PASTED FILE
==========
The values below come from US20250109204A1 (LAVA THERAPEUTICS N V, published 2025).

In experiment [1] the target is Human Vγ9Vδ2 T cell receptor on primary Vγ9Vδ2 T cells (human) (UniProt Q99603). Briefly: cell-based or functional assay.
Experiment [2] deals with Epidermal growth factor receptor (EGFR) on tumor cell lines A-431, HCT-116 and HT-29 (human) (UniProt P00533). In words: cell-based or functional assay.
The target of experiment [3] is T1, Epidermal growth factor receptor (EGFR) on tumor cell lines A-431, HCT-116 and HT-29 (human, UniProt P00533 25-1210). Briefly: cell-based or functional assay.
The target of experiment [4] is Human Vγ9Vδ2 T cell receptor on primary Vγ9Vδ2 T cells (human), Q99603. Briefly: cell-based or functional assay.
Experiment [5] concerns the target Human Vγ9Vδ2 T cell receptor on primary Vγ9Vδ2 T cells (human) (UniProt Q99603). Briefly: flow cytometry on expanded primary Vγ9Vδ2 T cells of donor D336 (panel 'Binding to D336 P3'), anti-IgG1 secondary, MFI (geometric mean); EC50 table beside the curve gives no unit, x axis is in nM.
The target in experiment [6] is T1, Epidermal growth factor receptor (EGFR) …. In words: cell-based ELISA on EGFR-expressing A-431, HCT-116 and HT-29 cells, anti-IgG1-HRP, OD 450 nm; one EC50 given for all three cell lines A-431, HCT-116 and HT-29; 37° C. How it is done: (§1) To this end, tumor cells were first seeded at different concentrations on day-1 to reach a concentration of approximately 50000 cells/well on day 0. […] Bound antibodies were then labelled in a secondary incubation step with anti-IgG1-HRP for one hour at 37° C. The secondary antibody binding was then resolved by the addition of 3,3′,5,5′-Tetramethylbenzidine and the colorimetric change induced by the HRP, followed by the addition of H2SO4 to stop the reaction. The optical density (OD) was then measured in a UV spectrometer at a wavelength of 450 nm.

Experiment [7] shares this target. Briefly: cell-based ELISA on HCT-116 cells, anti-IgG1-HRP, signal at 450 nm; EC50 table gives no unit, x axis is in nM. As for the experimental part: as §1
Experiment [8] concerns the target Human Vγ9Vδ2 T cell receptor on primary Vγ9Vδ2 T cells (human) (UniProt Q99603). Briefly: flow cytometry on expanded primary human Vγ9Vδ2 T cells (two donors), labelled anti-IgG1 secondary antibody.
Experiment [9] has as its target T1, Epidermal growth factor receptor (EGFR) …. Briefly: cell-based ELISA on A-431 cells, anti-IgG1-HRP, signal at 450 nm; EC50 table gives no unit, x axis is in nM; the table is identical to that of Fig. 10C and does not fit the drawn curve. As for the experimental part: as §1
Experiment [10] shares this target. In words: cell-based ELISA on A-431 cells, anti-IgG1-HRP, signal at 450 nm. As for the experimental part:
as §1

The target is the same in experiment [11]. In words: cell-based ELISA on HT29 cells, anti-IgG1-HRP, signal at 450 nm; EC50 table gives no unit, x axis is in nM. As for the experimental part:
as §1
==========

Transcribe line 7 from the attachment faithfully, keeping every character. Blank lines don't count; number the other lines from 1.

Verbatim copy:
The target in experiment [6] is T1, Epidermal growth factor receptor (EGFR) …. In words: cell-based ELISA on EGFR-expressing A-431, HCT-116 and HT-29 cells, anti-IgG1-HRP, OD 450 nm; one EC50 given for all three cell lines A-431, HCT-116 and HT-29; 37° C. How it is done: (§1) To this end, tumor cells were first seeded at different concentrations on day-1 to reach a concentration of approximately 50000 cells/well on day 0. […] Bound antibodies were then labelled in a secondary incubation step with anti-IgG1-HRP for one hour at 37° C. The secondary antibody binding was then resolved by the addition of 3,3′,5,5′-Tetramethylbenzidine and the colorimetric change induced by the HRP, followed by the addition of H2SO4 to stop the reaction. The optical density (OD) was then measured in a UV spectrometer at a wavelength of 450 nm.